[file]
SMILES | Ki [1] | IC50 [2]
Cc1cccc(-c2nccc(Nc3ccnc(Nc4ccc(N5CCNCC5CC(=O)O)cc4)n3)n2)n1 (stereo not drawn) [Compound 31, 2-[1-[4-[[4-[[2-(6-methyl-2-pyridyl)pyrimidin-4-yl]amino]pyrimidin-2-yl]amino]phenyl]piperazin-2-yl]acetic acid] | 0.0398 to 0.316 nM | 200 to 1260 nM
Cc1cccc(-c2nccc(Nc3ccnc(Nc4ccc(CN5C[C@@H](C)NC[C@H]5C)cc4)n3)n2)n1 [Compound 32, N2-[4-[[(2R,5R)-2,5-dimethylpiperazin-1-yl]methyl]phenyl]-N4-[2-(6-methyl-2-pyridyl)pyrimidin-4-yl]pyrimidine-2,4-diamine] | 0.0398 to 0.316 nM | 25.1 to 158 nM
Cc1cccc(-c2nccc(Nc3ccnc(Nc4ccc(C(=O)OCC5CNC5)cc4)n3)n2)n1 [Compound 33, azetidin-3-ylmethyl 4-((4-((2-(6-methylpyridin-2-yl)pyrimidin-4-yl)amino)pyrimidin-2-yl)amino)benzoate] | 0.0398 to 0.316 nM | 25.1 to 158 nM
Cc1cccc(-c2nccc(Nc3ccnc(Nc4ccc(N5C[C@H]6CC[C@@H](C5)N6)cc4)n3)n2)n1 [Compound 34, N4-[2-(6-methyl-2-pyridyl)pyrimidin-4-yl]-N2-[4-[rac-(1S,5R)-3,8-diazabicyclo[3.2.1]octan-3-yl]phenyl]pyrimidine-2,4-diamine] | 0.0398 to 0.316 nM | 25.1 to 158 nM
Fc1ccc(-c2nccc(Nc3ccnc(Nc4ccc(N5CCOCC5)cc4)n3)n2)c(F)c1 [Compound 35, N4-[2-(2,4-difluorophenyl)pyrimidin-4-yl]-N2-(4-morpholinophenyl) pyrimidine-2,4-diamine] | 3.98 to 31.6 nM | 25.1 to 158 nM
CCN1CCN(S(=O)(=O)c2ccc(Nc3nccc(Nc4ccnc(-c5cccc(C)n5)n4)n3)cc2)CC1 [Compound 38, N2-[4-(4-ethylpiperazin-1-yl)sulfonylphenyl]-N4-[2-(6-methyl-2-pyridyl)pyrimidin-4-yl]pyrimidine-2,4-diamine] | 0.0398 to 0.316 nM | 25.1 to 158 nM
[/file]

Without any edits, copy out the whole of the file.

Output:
SMILES | Ki [1] | IC50 [2]
Cc1cccc(-c2nccc(Nc3ccnc(Nc4ccc(N5CCNCC5CC(=O)O)cc4)n3)n2)n1 (stereo not drawn) [Compound 31, 2-[1-[4-[[4-[[2-(6-methyl-2-pyridyl)pyrimidin-4-yl]amino]pyrimidin-2-yl]amino]phenyl]piperazin-2-yl]acetic acid] | 0.0398 to 0.316 nM | 200 to 1260 nM
Cc1cccc(-c2nccc(Nc3ccnc(Nc4ccc(CN5C[C@@H](C)NC[C@H]5C)cc4)n3)n2)n1 [Compound 32, N2-[4-[[(2R,5R)-2,5-dimethylpiperazin-1-yl]methyl]phenyl]-N4-[2-(6-methyl-2-pyridyl)pyrimidin-4-yl]pyrimidine-2,4-diamine] | 0.0398 to 0.316 nM | 25.1 to 158 nM
Cc1cccc(-c2nccc(Nc3ccnc(Nc4ccc(C(=O)OCC5CNC5)cc4)n3)n2)n1 [Compound 33, azetidin-3-ylmethyl 4-((4-((2-(6-methylpyridin-2-yl)pyrimidin-4-yl)amino)pyrimidin-2-yl)amino)benzoate] | 0.0398 to 0.316 nM | 25.1 to 158 nM
Cc1cccc(-c2nccc(Nc3ccnc(Nc4ccc(N5C[C@H]6CC[C@@H](C5)N6)cc4)n3)n2)n1 [Compound 34, N4-[2-(6-methyl-2-pyridyl)pyrimidin-4-yl]-N2-[4-[rac-(1S,5R)-3,8-diazabicyclo[3.2.1]octan-3-yl]phenyl]pyrimidine-2,4-diamine] | 0.0398 to 0.316 nM | 25.1 to 158 nM
Fc1ccc(-c2nccc(Nc3ccnc(Nc4ccc(N5CCOCC5)cc4)n3)n2)c(F)c1 [Compound 35, N4-[2-(2,4-difluorophenyl)pyrimidin-4-yl]-N2-(4-morpholinophenyl) pyrimidine-2,4-diamine] | 3.98 to 31.6 nM | 25.1 to 158 nM
CCN1CCN(S(=O)(=O)c2ccc(Nc3nccc(Nc4ccnc(-c5cccc(C)n5)n4)n3)cc2)CC1 [Compound 38, N2-[4-(4-ethylpiperazin-1-yl)sulfonylphenyl]-N4-[2-(6-methyl-2-pyridyl)pyrimidin-4-yl]pyrimidine-2,4-diamine] | 0.0398 to 0.316 nM | 25.1 to 158 nM